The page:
The LeT: What's it all about
Their 'agenda', as outlined in a pamphlet titled 'Why are we waging jihad', includes the restoration of Islamic rule over all parts of India.india Updated: Jun 01, 2006 12:32 IST
Formed in 1990 in the Kunar province of Afghanistan, LeT is the military wing of the Markaz-ud-Dawa-wal-Irshad (MDI).
Its first presence in Jammu and Kashmir was recorded in 1993 when 12 Pakistani and Afghan mercenaries infiltrated across the Line of Control (LoC) in tandem with the Islami Inquilabi Mahaz, a terrorist outfit then active in the Poonch district of J&K.
The LeT’s professed ideology goes beyond merely challenging India's sovereignty over Jammu and Kashmir. Their 'agenda', as outlined in a pamphlet titled 'Why are we waging jihad', includes the restoration of Islamic rule over all parts of India.
Further, the outfit propagates a narrow Islamist fundamentalism preached by its mentor, the MDI. It seeks to bring about a union of all Muslim majority regions in countries that surround Pakistan. The outfit claimes to have assisted the Taliban and the Al Qaeda in Afghanistan during November and December 2002 in their fight against the US aided Northern Alliance.
Leadership and command structure
According to the MDI, the LeT has a General Council under the leadership of Maulana Abdul Wahid Kashmiri, with Zaki ur Rehman Lakhwi as the 'Supreme Commander' within Jammu & Kashmir.
Other members of the the General Council are Abdullah of Anantnag of Islamabad, Haji Mohammad Azam of Poonch, Muzammil Butt of Doda, Mohammad Umair of Baramullah, Chaudhri Abdullah Khalid Chauhan of Bagh, Rafiq Akhtar of Muzaffarabad, Aftab Hussain of Kotli, Faisal Dar of Srinagar, Chaudhri Yusuf of Mirpur, Maulana Mohammad Sharif Balghari of Baltistan, Raja Mohammad Irshad (advocate)and Masood Lone (advocate).
Earlier, the LeT was led by its Amir, Prof. Hafiz Muhammad Saeed. The operational chief was Commander Saifullah, a Pakistani mercenary.
Area of operation
While the Valley is the prime area of LeT's operations, the outfit is also active in Jammu besides having undertaken isolated attacks in other parts of India.
The Lashkar is reported to have conducted several of its major operations in tandem with the Hizbul Mujahideen.
The LeT is also reported to have been directed by the ISI to widen its network in the Jammu region, where Punjabis form a considerable chunk of the population.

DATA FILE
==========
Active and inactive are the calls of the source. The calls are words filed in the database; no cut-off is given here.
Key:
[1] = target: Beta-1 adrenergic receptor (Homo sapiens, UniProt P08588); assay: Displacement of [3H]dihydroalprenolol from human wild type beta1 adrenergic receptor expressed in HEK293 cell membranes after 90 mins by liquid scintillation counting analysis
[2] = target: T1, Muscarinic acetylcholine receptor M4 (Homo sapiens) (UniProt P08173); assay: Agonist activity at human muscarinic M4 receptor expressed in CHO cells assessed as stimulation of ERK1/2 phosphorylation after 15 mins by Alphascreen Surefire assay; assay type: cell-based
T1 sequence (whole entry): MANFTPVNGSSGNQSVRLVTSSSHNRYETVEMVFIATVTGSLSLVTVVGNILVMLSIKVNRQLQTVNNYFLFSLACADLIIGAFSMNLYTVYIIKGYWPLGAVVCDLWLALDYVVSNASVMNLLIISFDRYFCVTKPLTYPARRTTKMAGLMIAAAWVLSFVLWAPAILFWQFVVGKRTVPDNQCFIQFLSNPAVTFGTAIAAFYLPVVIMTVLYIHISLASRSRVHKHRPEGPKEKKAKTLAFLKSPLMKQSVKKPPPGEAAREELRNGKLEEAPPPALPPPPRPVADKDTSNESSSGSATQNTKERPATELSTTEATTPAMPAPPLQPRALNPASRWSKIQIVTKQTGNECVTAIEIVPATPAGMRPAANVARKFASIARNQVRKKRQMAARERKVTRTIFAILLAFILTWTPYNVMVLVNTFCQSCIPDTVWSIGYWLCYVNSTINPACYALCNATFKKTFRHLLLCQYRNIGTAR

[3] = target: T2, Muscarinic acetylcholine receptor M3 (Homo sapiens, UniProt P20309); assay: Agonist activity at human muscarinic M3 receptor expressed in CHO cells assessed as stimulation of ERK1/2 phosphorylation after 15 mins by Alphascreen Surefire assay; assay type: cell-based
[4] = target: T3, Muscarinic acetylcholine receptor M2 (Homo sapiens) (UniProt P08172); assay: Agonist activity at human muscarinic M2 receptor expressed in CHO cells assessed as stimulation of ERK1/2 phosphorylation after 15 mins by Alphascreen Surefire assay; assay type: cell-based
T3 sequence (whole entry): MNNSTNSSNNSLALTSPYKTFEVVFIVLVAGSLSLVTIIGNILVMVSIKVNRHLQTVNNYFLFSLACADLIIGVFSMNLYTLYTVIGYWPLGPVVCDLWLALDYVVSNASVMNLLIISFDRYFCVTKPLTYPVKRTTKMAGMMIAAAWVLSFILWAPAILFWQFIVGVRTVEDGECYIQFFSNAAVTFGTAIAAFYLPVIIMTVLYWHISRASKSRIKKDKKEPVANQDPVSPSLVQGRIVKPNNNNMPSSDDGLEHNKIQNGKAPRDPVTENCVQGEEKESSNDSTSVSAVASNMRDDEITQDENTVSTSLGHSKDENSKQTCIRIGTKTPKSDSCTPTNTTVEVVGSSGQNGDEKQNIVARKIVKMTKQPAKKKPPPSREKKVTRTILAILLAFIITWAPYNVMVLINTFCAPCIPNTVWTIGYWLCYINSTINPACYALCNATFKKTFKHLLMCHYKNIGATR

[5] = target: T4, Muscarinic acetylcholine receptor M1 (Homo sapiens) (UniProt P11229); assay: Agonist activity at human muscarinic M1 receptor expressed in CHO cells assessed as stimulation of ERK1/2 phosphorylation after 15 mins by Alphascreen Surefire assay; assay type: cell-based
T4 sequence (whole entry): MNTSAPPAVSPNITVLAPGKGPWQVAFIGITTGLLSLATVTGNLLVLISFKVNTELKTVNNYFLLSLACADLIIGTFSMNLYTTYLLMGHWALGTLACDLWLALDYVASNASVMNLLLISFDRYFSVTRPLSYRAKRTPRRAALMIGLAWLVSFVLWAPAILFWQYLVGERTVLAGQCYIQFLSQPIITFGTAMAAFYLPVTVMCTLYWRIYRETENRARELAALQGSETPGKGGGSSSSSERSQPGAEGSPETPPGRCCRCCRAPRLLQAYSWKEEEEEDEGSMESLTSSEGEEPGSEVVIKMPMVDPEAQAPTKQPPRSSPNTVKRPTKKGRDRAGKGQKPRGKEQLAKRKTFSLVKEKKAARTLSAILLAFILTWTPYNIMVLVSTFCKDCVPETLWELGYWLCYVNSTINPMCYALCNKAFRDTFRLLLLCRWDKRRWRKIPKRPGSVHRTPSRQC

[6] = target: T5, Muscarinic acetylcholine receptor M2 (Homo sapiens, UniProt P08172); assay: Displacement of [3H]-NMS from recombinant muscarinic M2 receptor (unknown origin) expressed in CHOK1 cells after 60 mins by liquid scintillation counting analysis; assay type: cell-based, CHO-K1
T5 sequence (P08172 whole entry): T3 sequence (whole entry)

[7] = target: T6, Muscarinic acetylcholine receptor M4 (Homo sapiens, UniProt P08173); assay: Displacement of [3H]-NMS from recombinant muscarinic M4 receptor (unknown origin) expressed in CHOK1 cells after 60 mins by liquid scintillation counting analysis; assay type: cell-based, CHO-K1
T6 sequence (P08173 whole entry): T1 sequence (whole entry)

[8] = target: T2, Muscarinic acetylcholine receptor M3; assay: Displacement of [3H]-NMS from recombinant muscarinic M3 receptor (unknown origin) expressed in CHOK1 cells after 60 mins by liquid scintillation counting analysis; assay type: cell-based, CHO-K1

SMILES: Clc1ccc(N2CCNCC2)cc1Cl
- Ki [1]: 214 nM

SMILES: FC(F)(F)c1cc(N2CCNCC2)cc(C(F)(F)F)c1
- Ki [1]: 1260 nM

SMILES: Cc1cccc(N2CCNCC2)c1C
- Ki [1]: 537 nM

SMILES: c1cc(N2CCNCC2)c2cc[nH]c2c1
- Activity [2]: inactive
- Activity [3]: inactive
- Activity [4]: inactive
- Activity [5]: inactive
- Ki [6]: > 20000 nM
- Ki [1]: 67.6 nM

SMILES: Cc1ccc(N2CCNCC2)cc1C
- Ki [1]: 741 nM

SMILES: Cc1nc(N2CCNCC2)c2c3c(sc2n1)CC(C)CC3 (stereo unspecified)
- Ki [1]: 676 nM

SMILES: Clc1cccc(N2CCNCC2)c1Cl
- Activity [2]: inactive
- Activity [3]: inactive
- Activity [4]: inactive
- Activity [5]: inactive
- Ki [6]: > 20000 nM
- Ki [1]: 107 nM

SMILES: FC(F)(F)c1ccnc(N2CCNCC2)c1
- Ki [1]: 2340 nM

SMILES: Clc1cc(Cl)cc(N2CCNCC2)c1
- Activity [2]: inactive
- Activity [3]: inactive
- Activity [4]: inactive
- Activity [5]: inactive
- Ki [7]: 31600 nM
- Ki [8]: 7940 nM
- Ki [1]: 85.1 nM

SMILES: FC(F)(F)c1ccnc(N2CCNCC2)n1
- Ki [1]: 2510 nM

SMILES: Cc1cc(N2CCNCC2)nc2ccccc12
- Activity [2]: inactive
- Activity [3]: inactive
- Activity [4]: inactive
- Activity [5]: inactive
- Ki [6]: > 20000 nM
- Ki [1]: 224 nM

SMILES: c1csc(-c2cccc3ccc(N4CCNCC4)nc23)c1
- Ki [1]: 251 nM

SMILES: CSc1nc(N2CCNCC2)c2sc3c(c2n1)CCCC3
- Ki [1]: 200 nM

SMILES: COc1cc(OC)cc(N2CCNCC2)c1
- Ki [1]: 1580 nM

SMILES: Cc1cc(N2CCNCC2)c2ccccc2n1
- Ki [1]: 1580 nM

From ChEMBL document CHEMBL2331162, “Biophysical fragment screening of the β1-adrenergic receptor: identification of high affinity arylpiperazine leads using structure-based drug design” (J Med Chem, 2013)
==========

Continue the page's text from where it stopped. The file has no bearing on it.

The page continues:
The LeT was created to participate in the Mujahideen conflict against the Najibullah regime in Afghanistan. In the process, the outfit developed deep linkages with Afghanistan and has several Afghan nationals in its cadre.
The outfit had also cultivated links with the former Taliban regime in Afghanistan and also with Osama bin Laden and his Al Qaeda network.
Even while refraining from openly displaying these links, the LeT office in Muridke was reportedly used as a transit camp for third country recruits heading for Afghanistan.
A news report in the aftermath of the September 11 attacks in USA has indicated that that the outfit provides terrorists for the outer circle of bin Laden’s personal security.
The outfit collects donations from the Pakistani community in the Persian Gulf and United Kingdom, Islamic Non-Governmental Organisations (NGOs), and Pakistani and Kashmiri businessmen.
The LeT maintains ties to various religious/military groups around the world, ranging from the Philippines to the Middle East and Chechnya primarily through the MDI fraternal network.
Reports also indicate that the LeT receives considerable financial material and other forms of assistance from the Pakistani government, routed primarily through the ISI.
Pakistan’s security agencies are reported to be providing training to the outfit. A December 13, 2001 news report cited a LeT spokesperson as saying that the outfit wanted to avoid a clash with the Pakistani Government.
The Pakistan Army also aids members of the outfit in infiltration and clashes with Indian security forces near the borders by providing covering fire.
The LeT has also been part of the Bosnian campaign against the Serbs.